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In today's modern climate of intense and angry political polarization, it's easy for the lines between gossip, spin and contemporary political history to get blurred. So is the story of a deeply disorganized and dysfunctional White House told by Vanity Fair contributor Michael Wolff, in Fire and Fury: Inside the Trump White House reality, misdirection from manipulative sources, or the product of a vengeful enemy of the current administration? It's not easy to discern where Wolff is coming from, but his description of the current West Wing, in the words of one of the book's subjects, "makes Shakespeare look like Dr. Seuss".

Wolff tells the story or a Trump White House as divided as the nation itself. On the right there is Steve Bannon and the Breitbart faction. In the middle is Chief of Staff Reince Priebus, representing the GOP establishment, and on the left, the president's daughter and son-in-law, Ivanka Trump and Jarred Kushner (dubbed "Jarvanka" by Bannon, a term adopted by Wolff.) Wolff describes the power struggle between the three factions, and the mercurial president who is at times dismissive and mocking of all sides. He describes the evolution of the disorganized organizational dynamics during the first year of Trump's presidency, including the controversial dismissal of FBI Director James Comey, the investigation into connections between the Trump campaign and Russians intent on assisting the campaign, and Trump's troubling agitation of North Korean dictator Kim Jong-Un.

Wolff's portrayal of the Trump himself is a deeply troubling portrait of a megalomaniac intent on making sure that no one else gets too much attention or credit, who hates reading, who constantly mocks his staff in front and behind their backs, who chooses the wrong advisors and doesn't take their advice any how, and who has an unrealistic understanding of his constitutional authority.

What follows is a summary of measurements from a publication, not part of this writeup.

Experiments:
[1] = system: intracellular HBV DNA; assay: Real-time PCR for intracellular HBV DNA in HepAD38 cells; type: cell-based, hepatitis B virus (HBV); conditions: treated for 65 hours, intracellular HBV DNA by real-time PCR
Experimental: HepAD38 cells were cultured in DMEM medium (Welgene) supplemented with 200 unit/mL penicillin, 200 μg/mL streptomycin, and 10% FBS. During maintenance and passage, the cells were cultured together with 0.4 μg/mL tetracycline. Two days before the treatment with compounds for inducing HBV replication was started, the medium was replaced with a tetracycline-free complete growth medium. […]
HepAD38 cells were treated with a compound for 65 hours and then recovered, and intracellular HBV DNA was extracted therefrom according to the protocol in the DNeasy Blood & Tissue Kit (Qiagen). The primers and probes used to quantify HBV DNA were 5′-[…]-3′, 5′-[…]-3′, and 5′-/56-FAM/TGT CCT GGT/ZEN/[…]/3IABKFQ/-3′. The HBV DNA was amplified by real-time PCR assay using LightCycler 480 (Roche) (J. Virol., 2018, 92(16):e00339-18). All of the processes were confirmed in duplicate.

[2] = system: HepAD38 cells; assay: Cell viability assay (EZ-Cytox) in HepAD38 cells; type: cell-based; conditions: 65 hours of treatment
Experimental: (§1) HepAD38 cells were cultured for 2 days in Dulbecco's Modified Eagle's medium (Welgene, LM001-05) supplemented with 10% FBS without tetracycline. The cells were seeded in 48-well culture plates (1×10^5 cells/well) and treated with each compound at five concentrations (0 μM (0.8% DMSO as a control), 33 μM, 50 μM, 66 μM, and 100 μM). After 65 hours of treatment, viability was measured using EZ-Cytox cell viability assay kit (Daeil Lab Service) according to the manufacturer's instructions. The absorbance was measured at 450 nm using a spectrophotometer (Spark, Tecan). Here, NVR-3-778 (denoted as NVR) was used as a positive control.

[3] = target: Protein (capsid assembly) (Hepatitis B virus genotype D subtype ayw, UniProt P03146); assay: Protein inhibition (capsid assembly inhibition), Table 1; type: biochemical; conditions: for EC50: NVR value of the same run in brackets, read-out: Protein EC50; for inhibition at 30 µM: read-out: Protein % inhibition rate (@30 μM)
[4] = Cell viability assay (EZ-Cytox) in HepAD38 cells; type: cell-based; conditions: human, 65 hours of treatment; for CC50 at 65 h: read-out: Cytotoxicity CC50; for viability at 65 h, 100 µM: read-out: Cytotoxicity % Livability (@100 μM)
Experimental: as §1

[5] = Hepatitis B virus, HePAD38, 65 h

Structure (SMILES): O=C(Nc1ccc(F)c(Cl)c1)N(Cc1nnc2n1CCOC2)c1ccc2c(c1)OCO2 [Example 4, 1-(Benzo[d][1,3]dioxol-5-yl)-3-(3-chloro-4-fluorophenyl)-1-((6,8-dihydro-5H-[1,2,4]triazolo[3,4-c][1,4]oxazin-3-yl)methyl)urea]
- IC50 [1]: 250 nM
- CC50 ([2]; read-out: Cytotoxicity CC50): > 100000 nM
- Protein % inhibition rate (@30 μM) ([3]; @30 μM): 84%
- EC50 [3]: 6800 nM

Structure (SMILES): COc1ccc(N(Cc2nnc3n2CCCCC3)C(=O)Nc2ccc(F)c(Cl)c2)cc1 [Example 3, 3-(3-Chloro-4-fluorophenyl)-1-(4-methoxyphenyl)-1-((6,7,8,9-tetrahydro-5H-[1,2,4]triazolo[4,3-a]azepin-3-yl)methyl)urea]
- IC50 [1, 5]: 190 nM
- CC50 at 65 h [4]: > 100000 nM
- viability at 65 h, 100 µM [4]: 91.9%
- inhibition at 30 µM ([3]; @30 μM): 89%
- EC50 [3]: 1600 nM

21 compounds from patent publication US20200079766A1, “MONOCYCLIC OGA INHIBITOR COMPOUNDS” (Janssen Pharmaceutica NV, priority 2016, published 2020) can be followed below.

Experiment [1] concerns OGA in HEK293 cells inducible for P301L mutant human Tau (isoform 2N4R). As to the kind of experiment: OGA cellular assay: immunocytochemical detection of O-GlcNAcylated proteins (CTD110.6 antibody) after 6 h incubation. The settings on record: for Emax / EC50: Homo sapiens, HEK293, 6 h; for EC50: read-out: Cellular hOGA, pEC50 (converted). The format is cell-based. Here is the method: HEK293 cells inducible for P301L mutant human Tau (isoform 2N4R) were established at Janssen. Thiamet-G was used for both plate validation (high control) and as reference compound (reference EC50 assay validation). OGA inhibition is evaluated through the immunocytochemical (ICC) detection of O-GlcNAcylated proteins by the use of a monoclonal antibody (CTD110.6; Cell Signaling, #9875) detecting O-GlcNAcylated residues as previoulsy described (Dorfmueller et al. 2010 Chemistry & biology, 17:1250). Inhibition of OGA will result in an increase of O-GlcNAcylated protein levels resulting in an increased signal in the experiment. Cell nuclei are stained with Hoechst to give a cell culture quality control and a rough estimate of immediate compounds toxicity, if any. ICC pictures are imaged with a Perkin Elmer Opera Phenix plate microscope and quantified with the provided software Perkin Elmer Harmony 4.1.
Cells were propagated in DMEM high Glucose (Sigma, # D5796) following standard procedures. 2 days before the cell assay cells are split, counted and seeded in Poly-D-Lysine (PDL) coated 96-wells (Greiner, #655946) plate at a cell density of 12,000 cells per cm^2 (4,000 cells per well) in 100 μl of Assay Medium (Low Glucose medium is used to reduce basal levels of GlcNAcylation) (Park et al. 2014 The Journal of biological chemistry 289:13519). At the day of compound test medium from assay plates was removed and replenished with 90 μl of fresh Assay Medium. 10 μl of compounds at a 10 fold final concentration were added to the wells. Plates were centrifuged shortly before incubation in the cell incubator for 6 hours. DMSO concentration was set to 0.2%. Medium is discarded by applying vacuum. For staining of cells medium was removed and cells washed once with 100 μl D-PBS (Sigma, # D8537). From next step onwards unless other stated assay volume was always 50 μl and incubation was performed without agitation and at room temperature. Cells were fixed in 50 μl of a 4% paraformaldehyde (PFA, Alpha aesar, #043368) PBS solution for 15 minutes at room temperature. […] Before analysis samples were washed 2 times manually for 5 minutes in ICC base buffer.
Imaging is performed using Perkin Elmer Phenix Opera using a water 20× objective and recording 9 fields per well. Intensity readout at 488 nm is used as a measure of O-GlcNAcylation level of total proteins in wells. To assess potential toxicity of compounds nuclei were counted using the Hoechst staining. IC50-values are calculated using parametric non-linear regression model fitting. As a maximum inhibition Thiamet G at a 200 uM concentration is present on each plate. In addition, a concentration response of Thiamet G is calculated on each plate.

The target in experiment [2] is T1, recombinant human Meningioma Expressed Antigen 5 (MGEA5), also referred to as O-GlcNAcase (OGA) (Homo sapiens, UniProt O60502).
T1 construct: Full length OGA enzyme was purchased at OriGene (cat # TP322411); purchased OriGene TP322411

Wolff's epilogue is especially interesting, containing Bannon's predictions for the future of the Trump presidency (giving his odds for impeachment, resignation or survival), and the future of the alt-right in 2020.

Should you read this book? That depends on where you are on the political spectrum. Trump haters will love this book. Trump supporters will see it as a political hatchet job. If you're looking for objective contemporary history, it's more likely that Wolff is closer to a Kitty Kelly than a Bob Woodward. We live in a time when it's becoming harder and harder to tell what's real and what's "fake news", but Wolff seems to have an impressive array of sources. The book is a product of its times. Those who relish this kind of thing will love it. Those who can do without hearing about Machiavellian political infighting should give it a miss.

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